Question: Where is the Obama Justice Department that should be challenging these laws as they relate to the 14th Amendment and the voting rights act?

Pique the Geek 20111009: All about Soap

Before we start, here is an important public service message brought to you by Translator.  There is a fraudulent email going around asking that gmail users verify their accounts by the end to the month to avoid suspension.  This is a fraud!  If you get an email from Gmail@carrierzone.com, do not respond and delete it.

We take something as mundane as soap way too much for granted.  It is not an exaggeration to say that soap has saved more lives over its history than modern medicine has over its history.  Of course, soap has a much longer history than modern medicine, but soap is still essential as a medical adjunct.

The actual origin of soap is lost in prehistory.  I suspect that the first soap like materials were plant saponins, and we shall get to them in just a bit.  Before we get into the nuts and bolts of soap (and by extension detergents), it is important to understand just how these materials work.  At first it does not seem to make a whole lot of sense, but as we continue I promise one of those “Aha!” moments.  Ready to get going?  I am!

#OWS: Mark banks to market or no more bailouts.

Want to see Blankfein’s head on a metaphorical pike?  Want accountability?  Justice?

Photobucket

It’s called “mark-to-market” accounting.

Listen to Ilargi:  

It’s perfectly defensible for a government to lend money to a bank in trouble that is important to its economy, in order to try and save. However, it borders on criminal negligence, if it isn’t outright criminal behavior, to lend that money without being perfectly aware of what assets that bank holds.

A bank could have 100 times more debt than it receives in bail-out money. But we wouldn’t know about that today, we’re not allowed to know. Both the US (FASB 157) and the European Union (IFRS 9) have accounting (non-)principles in place that say it’s perfectly alright for a financial institution to hold assets in its books at 100 cents on the dollar that have a market value of 70% of that, or 50%, or even 5%. It has therefore no obligation to reveal even to its shareholders what its true financial situation is.

Fraudulent accounting is why banks pass stress tests with flying colors then implode weeks later.  We’re dumping money into black holes.  If the banks want to take our money, they have to mark all their assets to market value.  Mark-to-fantasy accounting is, as Ilargi says, “criminal.”  And a total waste of taxpayer funded bailout money, a never-ending money pit.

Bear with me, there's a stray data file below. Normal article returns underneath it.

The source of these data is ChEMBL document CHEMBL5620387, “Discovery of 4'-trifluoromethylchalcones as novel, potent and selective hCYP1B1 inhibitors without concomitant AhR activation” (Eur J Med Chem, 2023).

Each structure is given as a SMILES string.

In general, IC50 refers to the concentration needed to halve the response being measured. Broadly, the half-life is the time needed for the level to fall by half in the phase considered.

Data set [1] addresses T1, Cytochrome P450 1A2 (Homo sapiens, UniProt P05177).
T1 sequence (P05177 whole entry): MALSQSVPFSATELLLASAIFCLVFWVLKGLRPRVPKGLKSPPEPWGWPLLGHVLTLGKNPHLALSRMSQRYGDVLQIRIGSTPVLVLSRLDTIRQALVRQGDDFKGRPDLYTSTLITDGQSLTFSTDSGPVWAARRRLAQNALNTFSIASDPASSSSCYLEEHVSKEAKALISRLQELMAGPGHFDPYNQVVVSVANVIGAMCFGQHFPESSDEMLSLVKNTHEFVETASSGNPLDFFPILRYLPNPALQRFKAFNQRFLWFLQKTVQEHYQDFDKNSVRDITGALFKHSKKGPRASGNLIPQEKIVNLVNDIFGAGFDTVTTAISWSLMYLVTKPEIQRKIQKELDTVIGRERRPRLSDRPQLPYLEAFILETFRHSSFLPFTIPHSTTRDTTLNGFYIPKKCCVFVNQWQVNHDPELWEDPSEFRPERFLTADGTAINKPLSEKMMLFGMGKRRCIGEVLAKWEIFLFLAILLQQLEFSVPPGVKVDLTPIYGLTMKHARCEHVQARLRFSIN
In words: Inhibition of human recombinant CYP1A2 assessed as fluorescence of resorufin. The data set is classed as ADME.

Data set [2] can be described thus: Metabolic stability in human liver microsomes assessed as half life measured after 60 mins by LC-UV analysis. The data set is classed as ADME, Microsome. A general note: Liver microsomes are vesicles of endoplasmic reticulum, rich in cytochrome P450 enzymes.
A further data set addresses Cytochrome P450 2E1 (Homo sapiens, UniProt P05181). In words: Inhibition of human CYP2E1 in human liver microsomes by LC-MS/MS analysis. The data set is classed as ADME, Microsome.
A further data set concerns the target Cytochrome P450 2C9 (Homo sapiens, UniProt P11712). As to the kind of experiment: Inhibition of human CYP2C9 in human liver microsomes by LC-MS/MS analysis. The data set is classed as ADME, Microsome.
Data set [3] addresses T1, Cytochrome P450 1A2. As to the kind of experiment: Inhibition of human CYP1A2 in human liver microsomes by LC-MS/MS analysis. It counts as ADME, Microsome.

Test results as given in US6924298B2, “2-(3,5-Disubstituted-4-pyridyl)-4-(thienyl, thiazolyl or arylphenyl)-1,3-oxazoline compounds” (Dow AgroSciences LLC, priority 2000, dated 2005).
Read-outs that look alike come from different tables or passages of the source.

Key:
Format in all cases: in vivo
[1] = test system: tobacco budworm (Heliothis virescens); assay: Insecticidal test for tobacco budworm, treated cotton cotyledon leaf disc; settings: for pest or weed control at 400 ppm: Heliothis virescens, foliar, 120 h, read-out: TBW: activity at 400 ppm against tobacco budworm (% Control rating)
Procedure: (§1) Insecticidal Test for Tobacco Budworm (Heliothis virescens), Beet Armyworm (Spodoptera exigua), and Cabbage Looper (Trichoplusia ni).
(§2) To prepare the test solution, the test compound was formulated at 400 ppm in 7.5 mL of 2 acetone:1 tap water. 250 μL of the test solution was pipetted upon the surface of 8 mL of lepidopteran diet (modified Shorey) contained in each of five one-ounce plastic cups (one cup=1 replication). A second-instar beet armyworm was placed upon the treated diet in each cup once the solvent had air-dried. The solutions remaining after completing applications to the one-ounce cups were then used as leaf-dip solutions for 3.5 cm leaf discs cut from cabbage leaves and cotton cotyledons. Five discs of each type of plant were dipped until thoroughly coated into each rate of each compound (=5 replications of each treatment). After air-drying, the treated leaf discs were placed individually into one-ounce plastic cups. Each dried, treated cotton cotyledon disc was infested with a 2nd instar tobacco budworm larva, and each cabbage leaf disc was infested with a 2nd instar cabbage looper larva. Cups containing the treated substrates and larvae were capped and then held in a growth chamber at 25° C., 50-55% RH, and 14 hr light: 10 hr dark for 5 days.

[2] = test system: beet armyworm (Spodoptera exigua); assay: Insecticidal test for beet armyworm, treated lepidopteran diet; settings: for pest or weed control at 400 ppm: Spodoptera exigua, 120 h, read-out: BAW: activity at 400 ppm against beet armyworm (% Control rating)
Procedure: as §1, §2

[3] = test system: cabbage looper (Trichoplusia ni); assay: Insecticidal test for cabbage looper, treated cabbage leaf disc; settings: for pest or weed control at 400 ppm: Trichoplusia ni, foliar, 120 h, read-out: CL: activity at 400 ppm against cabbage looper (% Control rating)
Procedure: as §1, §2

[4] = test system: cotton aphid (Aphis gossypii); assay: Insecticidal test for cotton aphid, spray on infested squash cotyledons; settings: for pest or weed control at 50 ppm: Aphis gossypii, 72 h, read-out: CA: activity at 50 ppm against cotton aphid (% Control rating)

Mark-to-market is instant karma.

…a bank should never ever be allowed to sit on its debt and mark it to fantasy and then also receive funding from our governments, whether in bail-outs, hand-outs, loans, special facilities’ windows at our central banks, or any other sort of funding, nothing of the kind.

We need to tell our politicians that they can no longer give even one single penny of ours to any institution that hasn’t marked all of its assets to market. No exceptions.

Let the sun shine on these blood-sucking freaks.  It couldn’t happen to nicer people.

MinistryofTruth on ABC News with Amanpour this a.m.!!!

Ministry of Truth has been very busy since his blockbuster responses to a Fox News-TV reporter of earlier this past week.

MoT a/k/a Jesse LaGreca’s appearance on Fox News has been circulating all over the place – yet, Fox News didn’t show it.  LOL!  He’s also been busy with videos and appearances since then, such as Al Jazeera, PCCC, a Japanese News Network and several others.

This morning, I caught MoT on ABC News, with Christiane Amanpour.  Her guests were:  George Will, Matthew Doubt, Peggy Noonan and Donna Brazile.  Such a line-up!!!!

The video may be seen here.

The intro commercial is long, but bear with it – it’s worth it.  Jesse LaGreca (MoT) fielded questions from Amanpour and the self-righteous most smug of guests, George Will, with aplomb, IMV.  When questioned about the core issue, Jesse stated that the Occupy Wall Street movement was about economic justice, social rights and social justice.  He was unwaivering in his excellent responses and was calm in doing so.  When Christiane Amanpour broached the subject of party, Jesse responded:  

What I find amusing, it that now people are looking to us to solve the political problems, and they should.  But I’m not going to support one party or the other. I’m not going to tell you who to vote for, but I will encourage you to be a voter.

Here is the transcript: